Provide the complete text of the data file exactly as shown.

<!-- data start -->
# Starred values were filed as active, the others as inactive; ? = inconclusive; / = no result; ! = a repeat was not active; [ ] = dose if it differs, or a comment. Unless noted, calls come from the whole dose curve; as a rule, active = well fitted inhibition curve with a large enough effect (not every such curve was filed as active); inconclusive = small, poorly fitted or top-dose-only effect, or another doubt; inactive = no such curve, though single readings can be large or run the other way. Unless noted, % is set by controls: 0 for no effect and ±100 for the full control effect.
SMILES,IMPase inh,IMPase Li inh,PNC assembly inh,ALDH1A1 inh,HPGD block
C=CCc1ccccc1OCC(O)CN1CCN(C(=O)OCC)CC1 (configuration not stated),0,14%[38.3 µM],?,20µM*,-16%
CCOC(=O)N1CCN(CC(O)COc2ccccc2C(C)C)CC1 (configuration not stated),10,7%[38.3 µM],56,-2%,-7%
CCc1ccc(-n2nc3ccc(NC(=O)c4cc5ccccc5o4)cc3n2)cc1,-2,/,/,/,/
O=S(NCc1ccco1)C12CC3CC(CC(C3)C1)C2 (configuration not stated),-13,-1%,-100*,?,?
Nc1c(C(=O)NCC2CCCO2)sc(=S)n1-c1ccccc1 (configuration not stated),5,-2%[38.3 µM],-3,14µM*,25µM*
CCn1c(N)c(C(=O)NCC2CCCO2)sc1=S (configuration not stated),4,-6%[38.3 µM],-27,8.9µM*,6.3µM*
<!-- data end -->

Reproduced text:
# Starred values were filed as active, the others as inactive; ? = inconclusive; / = no result; ! = a repeat was not active; [ ] = dose if it differs, or a comment. Unless noted, calls come from the whole dose curve; as a rule, active = well fitted inhibition curve with a large enough effect (not every such curve was filed as active); inconclusive = small, poorly fitted or top-dose-only effect, or another doubt; inactive = no such curve, though single readings can be large or run the other way. Unless noted, % is set by controls: 0 for no effect and ±100 for the full control effect.
SMILES,IMPase inh,IMPase Li inh,PNC assembly inh,ALDH1A1 inh,HPGD block
C=CCc1ccccc1OCC(O)CN1CCN(C(=O)OCC)CC1 (configuration not stated),0,14%[38.3 µM],?,20µM*,-16%
CCOC(=O)N1CCN(CC(O)COc2ccccc2C(C)C)CC1 (configuration not stated),10,7%[38.3 µM],56,-2%,-7%
CCc1ccc(-n2nc3ccc(NC(=O)c4cc5ccccc5o4)cc3n2)cc1,-2,/,/,/,/
O=S(NCc1ccco1)C12CC3CC(CC(C3)C1)C2 (configuration not stated),-13,-1%,-100*,?,?
Nc1c(C(=O)NCC2CCCO2)sc(=S)n1-c1ccccc1 (configuration not stated),5,-2%[38.3 µM],-3,14µM*,25µM*
CCn1c(N)c(C(=O)NCC2CCCO2)sc1=S (configuration not stated),4,-6%[38.3 µM],-27,8.9µM*,6.3µM*